In the Song of Ice and Fire series sexual acts are often used to reflect the characters’ personality. Thus, much can be said about the characters who perpetrate rape; when Robert raped Cersei, he was always drunk. (Martin, 2005, p.692). Furthermore, Robert assumes that because Cersei is his wife, he has the right to have intercourse with her, even if she does not consent. This way of thinking is one of the principles of the patriarchal system present in the Westerosi society. The rape of a wife by her husband is not considered as a rape, but simply as a normal sexual intercourse between a married couple because what matters is what the husband wants. The patriarchal system, which is also present in the real world, places men at the top of the hierarchy by promoting male privileges and by subordinating women. (Butler, 2006, p.57). The conjugal rape of Cersei by Robert is representative of the subordination of women. Women are seen as inferior to men because they do not have power over men, nor over their own lives, so much so that they are seen as having no desires of their own. Wives are then subordinate to their husbands because their will and desires are not considered, and because they must obey their husband’s every decision. Thus, Robert does not ask Cersei’s permission before sexual intercourse because, as his wife, she must obey him.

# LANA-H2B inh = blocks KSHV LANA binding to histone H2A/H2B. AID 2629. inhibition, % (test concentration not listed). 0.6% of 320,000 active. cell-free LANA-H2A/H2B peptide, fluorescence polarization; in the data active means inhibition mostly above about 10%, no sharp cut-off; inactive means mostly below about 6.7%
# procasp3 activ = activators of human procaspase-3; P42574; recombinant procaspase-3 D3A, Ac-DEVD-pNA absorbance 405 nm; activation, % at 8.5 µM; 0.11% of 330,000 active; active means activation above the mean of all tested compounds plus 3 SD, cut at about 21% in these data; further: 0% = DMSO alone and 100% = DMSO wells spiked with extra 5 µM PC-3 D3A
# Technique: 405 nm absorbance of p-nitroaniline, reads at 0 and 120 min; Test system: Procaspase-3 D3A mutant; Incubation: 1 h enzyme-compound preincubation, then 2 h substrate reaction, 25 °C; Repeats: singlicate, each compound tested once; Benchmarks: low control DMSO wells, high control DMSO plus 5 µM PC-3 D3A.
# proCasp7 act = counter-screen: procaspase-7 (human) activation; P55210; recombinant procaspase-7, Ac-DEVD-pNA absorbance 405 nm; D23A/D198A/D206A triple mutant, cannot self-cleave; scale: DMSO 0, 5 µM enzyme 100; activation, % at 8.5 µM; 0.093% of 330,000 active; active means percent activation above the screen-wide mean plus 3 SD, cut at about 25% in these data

Instead of accepting her subordination, Cersei chooses to try and act like a man to obtain some of the privileges reserved to men. To feel like a man, in a society where domination is linked with masculinity and power and where women are powerless and only valuable as child bearers, she rapes Lady Taena, one of her companions:
Cersei wondered what it would feel like to suckle on those breasts, to lay the Myrish woman on her back and push her legs apart and use her as a man would use her, the way Robert would use her when the drink was in him (Martin, 2005, p.685).